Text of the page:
Summary: The Village</li></ul>Around noon, after his morning chores are finished, Thoreau takes a second bath in the pond and prepares to spend the rest of his day at leisure. Several times a week he hikes into Concord, where he gathers the latest gossip and meets with townsmen at the main centers of activity, the grocery, the bar, the post office, and the bank. Stores of all kinds try to seduce him with their advertised wares, but Thoreau has no interest in consumer splurges, and makes his way back home without lingering too long in the marketplace. He often makes his way back to Walden Pond in the dark, which is challenging. But with practice he grows accustomed to the way, feeling his path out by the neighboring trees or the rut of the path below. Other people, he notes, are not as adapted to nighttime walking. Even in the village itself, he says, many lose their way in the darkness, sometimes wandering for hours. Thoreau does not consider such dislocation to be a bad thing. Through being lost, he says, one truly comes to understand oneself and “the infinite extent of our relations.”<br />On one of his journeys into Concord, Thoreau is detained, arrested, and jailed for his refusal to pay a poll tax to “the state which buys and sells men, women, and children, like cattle at the door of its senate-house.” After a night in jail he is released, and returns to Walden Pond, remarkably unexcited about his incarceration. Thoreau calmly muses about how, except for governmental intrusion, he lives without fear of being disturbed by anyone. He does not find it necessary to lock up his own possessions and always welcomes visitors of all classes. He says that theft exists only in communities where “some have got more than is sufficient while others have not enough.”<br /><ul><li>Summary: The Ponds</li></ul>A field of water betrays the spirit that is in the air. It is continually receiving new life and motion from above. It is intermediate between land and sky.<br />When Thoreau has enough of town life, he spends his leisure time in the country. At times Thoreau takes a boat on the pond and plays his flute, and he goes fishing at midnight as well, drifting between waking and dreaming until he snaps awake when he feels a tug on his line. This fishing vignette allows Thoreau to segue into an extended meditation on the local Concord ponds, especially Walden.<br />Although Walden Pond itself is not particularly grand, Thoreau says, it is remarkably deep and pure. Depending on the point of view and the time of day, the water of the pond may appear blue, green, or totally transparent. It makes the body of the bather appear pure white, rather than yellowish as the river water does. Thoreau reports that Walden Pond is said by some to be bottomless. White stones surround the shore, allowing Thoreau to venture a wry etymology of its name (“walled-in”), and hills rise beyond. Other ponds, such as Flints’, have their distinctive qualities, and Thoreau’s emphasis is on their uniqueness rather than their generic similarities.<br />In exploring the outlying areas, Thoreau notes the well-worn paths of previous generations now long gone. He comments on the unpredictable fluctuations in the depth of the pond, and speculates on some possible origins of the name Walden. Thoreau muses about how his fellow townsmen think the pond resulted from the sinking of a hill into the earth as punishment for Native American wrongdoing that took place there. He says that his “ancient settler” friend, referred to earlier in the work, claims to have dug the pond. Thoreau says that he does not object to these stories. He notices that the surrounding hills contain the same kind of stones that surround Walden’s walled-in shores. Animals found at the pond, including ducks, frogs, muskrats, minks, and turtles, all make an appearance in Thoreau’s account. Growing more mystical by the end of the chapter, Thoreau focuses on the serenity and peacefulness of the ponds in a way that suggests a higher meaning. He says that they are beyond human description or knowledge, and are “much more beautiful than our lives.”<br /><ul><li>Analysis: The Village and The Ponds</li></ul>On Walden Pond Thoreau is no misanthrope, but indulges quite freely in his taste for social interaction, as his interactions with the village indicate. He heads off to the village every day not for the practical purpose of gathering supplies, but simply “to hear some of the gossip which is incessantly going on there,” which he finds “as refreshing in its way as the rustle of leaves and the peeping of frogs.” This statement is revealing, showing that Thoreau neither dismisses nor overvalues human society, neither rejecting it totally nor finding anything more important than gossip in it. Instead, he places it on the same level as frogs and leaves, without much meaning but pleasant in its own limited way. When compared to nature, society seems nice and harmless. Thoreau makes himself a kind of naturalist of social life, perceiving humans as creatures in their native habitat. Men on the main street appear to him “as curious to me as if they had been prairie-dogs, each sitting at the mouth of its burrow.” His remark that ordinary villagers strike him as “curious” echoes similar remarks that the townspeople make elsewhere about Thoreau himself: that he is a freak for wanting to live so far from town. Thoreau is showing that social existence also has its own peculiar strangeness and that being isolated on Walden Pond is no more bizarre than living like a prairie dog in town.<br />Yet social life for Thoreau is not always so peaceful and harmless. If the visitor loses his natural good sense within the village, and is seduced by its illusory appeals, it becomes a risky place to be. As Thoreau’s description of the village’s layout proceeds, it uses more and more words of aggression, onslaught, and danger. Every traveler has to “run the gauntlet,” he says, when exploring the place. The houses are arranged as if in a battle-line, so that the villagers “might get a lick at” the visitor before he can “escape.” Advertising signs “catch him.” In portraying the dangers of village life, Thoreau is indirectly mocking the villagers’ beliefs that it is nature that is hostile and threatening. Thoreau says that he has never been “distressed in any weather” out in the open, unlike the distraught townspeople who lose their way at night and stray far from the well-trod streets of the village. For Thoreau, being lost in this way is neither dangerous nor inadvisable. Being disoriented with regard to society—losing the path to the village—is far less serious, implies Thoreau, than being disoriented with regard to our own selves. It is better to find oneself and risk one’s social standing, if need be, just as Thoreau himself does when as a conscientious objector he is jailed for nonpayment of a tax. In commenting on this point, he ironically reverses the idea that he is a wild rebel, saying instead that it is society that has “run amok” of him. His casual tone in reporting the jail incident (“One afternoon . . .” he begins coolly, as if relating another squirrel sighting or fishing trip) illustrates how unimportant it is in his life, which has generally been successful in “escap[ing]” not just jail but all social constraints.<br />Thoreau’s description of Walden Pond in the beautiful “Ponds” chapter hints at a symbolic significance to this mysterious, deep, and pure body of water. Blue or green when seen from different angles, yet “as colorless as an equal quantity of air” when a glass of it is held up to the light, Walden Pond is profoundly indefinable. Thoreau mentions that some people “think it is bottomless,” or infinitely deep. Other waters make the human bather appear yellowish, but Walden gives the human body an alabaster whiteness, like a figure by Michelangelo. Since Michelangelo was a religious artist, and white a Christian symbol of purity, Walden’s infinity and mystery makes it seem divine. Indeed, water, in Christianity, through the sacrament of baptism, is a powerful symbol of a higher life in Christ. Thoreau is never an explicitly Christian writer, but subtly Walden Pond seems to perform some of the functions traditionally performed by the church. Its fascinating “glassy surface” reflects heaven, “a perfect forest mirror” of the sky above. It seems a little bit of heaven on earth, and the chapter’s last line suggests that it is better than heaven, because it can be found on earth: “Talk of heaven! ye disgrace earth.” The living human has access to and may choose to live near the earthly pond, as Thoreau does. In a sense the pond may represent the natural soul of humankind, a bit of heaven we can discover within us, “walled-in” within our external social selves, just as Walden is walled in by its stones.<br /><ul><li>BAKER FARM AND HIGHER LAWS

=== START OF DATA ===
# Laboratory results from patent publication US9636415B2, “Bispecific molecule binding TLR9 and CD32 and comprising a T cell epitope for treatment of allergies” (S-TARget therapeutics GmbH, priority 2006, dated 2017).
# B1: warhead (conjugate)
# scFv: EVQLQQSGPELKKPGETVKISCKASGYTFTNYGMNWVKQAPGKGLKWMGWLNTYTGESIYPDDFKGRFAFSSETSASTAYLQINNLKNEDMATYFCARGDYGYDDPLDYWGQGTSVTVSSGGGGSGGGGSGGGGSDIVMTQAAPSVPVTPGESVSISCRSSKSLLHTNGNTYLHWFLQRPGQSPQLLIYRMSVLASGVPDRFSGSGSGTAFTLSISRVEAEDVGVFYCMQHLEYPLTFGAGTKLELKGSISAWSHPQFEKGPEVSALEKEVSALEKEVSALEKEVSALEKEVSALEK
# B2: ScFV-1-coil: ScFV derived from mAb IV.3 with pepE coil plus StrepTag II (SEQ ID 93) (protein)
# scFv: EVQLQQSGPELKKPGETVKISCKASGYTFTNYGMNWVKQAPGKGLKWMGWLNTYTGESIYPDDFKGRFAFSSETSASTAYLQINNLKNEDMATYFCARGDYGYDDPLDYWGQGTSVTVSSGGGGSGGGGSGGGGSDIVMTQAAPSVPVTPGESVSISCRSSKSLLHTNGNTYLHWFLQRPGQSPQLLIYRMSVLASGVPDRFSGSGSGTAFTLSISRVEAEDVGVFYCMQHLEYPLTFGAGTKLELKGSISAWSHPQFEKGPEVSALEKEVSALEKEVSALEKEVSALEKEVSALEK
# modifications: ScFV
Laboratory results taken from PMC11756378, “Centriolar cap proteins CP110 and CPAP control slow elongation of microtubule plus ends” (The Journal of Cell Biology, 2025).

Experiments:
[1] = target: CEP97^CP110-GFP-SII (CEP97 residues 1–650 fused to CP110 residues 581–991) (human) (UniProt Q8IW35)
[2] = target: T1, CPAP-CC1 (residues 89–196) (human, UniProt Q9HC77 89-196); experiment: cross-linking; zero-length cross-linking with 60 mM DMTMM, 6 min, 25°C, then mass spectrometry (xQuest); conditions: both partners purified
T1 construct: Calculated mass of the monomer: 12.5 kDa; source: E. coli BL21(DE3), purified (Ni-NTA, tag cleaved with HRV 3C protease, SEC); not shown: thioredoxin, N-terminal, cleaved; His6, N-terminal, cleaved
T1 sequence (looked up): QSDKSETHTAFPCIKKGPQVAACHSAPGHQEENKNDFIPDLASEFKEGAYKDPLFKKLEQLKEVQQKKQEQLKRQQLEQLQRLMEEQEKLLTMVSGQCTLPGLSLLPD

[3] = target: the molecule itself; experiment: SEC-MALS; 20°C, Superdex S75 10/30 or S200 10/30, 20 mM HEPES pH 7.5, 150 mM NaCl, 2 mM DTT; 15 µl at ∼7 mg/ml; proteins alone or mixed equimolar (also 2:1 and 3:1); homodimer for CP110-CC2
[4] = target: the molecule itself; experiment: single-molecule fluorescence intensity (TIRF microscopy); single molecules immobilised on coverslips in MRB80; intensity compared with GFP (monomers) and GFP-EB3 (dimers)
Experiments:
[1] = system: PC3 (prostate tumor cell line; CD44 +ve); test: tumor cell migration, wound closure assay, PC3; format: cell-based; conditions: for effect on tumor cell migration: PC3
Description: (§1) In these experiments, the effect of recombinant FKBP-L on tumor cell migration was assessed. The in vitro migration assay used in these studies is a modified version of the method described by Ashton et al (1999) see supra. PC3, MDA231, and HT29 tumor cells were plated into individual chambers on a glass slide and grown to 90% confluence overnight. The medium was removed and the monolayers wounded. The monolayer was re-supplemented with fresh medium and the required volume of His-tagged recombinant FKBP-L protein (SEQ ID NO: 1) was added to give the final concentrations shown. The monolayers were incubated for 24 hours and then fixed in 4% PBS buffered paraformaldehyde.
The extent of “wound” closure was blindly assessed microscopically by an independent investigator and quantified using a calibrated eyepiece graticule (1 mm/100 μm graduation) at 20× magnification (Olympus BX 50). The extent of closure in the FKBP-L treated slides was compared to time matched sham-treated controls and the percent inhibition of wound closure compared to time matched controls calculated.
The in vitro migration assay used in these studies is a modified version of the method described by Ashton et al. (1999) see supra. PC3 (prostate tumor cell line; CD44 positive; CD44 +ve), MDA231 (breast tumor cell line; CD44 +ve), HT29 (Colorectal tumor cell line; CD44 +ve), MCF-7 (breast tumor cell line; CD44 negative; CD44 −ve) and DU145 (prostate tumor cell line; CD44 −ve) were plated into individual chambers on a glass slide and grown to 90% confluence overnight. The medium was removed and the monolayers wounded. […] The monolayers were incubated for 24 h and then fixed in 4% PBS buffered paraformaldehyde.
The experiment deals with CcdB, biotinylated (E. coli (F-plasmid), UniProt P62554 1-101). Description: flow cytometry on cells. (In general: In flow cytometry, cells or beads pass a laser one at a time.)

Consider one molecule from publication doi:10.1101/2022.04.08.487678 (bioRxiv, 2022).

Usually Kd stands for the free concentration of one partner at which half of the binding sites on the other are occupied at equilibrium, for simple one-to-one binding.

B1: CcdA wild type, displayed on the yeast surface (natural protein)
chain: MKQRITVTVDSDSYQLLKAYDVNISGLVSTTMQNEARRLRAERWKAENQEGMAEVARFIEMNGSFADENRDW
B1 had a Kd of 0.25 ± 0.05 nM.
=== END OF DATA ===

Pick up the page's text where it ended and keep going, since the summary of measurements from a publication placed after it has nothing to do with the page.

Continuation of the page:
Summary: Baker Farm</li></ul>Thoreau sometimes roams beyond Walden Pond and Flints’ Pond to outlying groves and woods, surveying the land. One day, caught in a rainstorm on a fishing trip, Thoreau takes cover in a hut near Baker Farm that he imagines to be deserted. But inside he finds John Field and his family, poor Irish immigrants. A conversation ensues, although it is more a lecture by Thoreau to Field on how he should live his life, telling Field that if he reevaluates his priorities and economizes, he can pull himself out of poverty. Thoreau says that the wild state of nature is best and that “the only true America” is that place where one can do without luxuries such as tea, coffee, butter, and beef. Thoreau insists that he speaks to Field as a fellow philosopher, but Field is not overly receptive to Thoreau’s points. Thoreau concludes that the Irishman is not interested in taking risks, and lacks the “arithmetic” to see the wisdom of Thoreau’s financial management advice. He leaves the Field home with no mention of having shared a moment of warmth or humor with the family. Moreover, Thoreau makes the unfair speculation that Field suffers from “inherited Irish poverty.” Before departing, Thoreau notes that even the well is dirty, its rope broken, and its bucket “irrecoverable.” Yet, having asked for a drink of water, Thoreau says he does not refuse the dirty “gruel” that “sustains life here.” Thoreau proclaims, “I am not squeamish in such cases when manners are concerned.”<br /><ul><li>Summary: Higher Laws</li></ul>On the walk home, Thoreau passes a woodchuck, and is seized with a primitive desire to devour it. He notices his own dual nature, part noble and spiritual, part dark and savage, and declares that he values both sides of himself. Thoreau believes in the importance of the hunt as an early stage in a person’s education and upbringing, noting that intellectual and spiritual individuals then move on to higher callings, leaving “the gun and fish-pole behind.”<br />Although he is a skilled fisherman, Thoreau confesses his reluctance for the practice in recent days, borne of a sense that the fish is neither fully nourishing nor fully clean. His impulse toward vegetarianism, however, is based on his instincts and his principles rather than on any actual experience of poor health. Thoreau also avoids the consumption of alcohol, tea, and coffee on the same grounds. To him the simplest fare is the best, and the consumption of animal flesh is a moral debasement that far fewer would indulge in if they had to slaughter beasts themselves. Thoreau feels strongly that the minister should not partake of the hunt, and he himself finds grains and vegetables both more filling and less difficult to prepare. Thoreau says that one should delight in one’s appetite, rather than obey it dutifully. Yet, while there is much to be gained from savoring a meal, taste should not be taken to the point of indulgence. Thus there is water to quench thirst, rather than wine. This simplicity of taste marks his other pleasures as well: Thoreau prefers a breath of fresh air to the strains of a musical composition.<br />Thoreau aspires to distinguish his higher nature from his more animalistic tendencies. It is never a fully successful effort, yet even in failure he says it is a pursuit that yields considerable rewards. As the animal nature fades, one approaches divinity. Thoreau says we have a choice: we may strive to be either chaste or sensual, either pure or impure. In the end, Thoreau says, it is up to each individual to care for his or her body and his or her soul, saying that “[e]very man is the builder of a temple.” The proof of that care will be evident in the face and in the features, he says, which will acquire the visage of nobility when one engages in right thought and action and the visage of degradation when one engages in wrong thought and action. To conclude, Thoreau invokes the figure of John Farmer, an allegorical representation of the common man who hears the music of higher spheres, questions his life of hopeless toil, and decides to live his life with a “new austerity.” Farmer “redeem[s]” himself by letting his “mind descend into his body,” and becomes able to “treat himself with ever increasing respect.”<br /><ul><li>Analysis: Baker Farm and Higher Laws</li></ul>Most of the material in these two sections, and afterward, was added after Thoreau left Walden. In general, these sections were not begun in earnest until 1851, and Thoreau did not impose chapter divisions until 1853, more than five years after he abandoned his cabin in the woods. As a result, much of the writing that appears in the latter portion of Walden does not feel as closely related to his self-reliance project as the earlier chapters do, though they still remain connected by themes and ideas.<br />The Baker Farm episode raises questions that are central to the earlier part of the work, giving us the opportunity to see what happens when Thoreau applies his ideas about domestic economy onto the lives of others. Thoreau demonstrates a strange lack of generosity on his part when considering John Field and his family. He describes Mrs. Field’s “round greasy face and bare breast,” representing her as an ineffectual housekeeper “with the never absent mop in one hand, and yet no effects of it visible anywhere.” Here, in a single breath, he is calling a woman who offers him shelter unwashed, unkempt, and unproductive—and with no apparent remorse. In a similarly ungenerous manner, he describes the Field baby as “wrinkled” and “cone-headed.” And when this baby naturally regards Thoreau with the self-confidence of infancy, Thoreau sees not its sweet innocence, but rather its self-delusion in behaving as though it were “the last of a noble line, and the hope and cynosure of the world” instead of an ugly and malnourished creature. John Field himself is described as honest and hard working, but “shiftless,” a poor money manager. This verdict, which is quite damning given Thoreau’s insistence on keeping one’s accounts simple and healthy, may explain the mild animosity he shows the family (perhaps without realizing it): the Fields are the negative examples of economy, while he is the positive example of it. That he himself once contemplated living on Baker Farm, as he tells us, and that he too is living in the backwoods on a subsistence level suggests that he sees the Fields as his counterparts. But the difference between him and the Fields is what matters most to Thoreau: they do not share his enlightened philosophy of self-reliance, and so they fail where he has succeeded.<br />Thoreau seem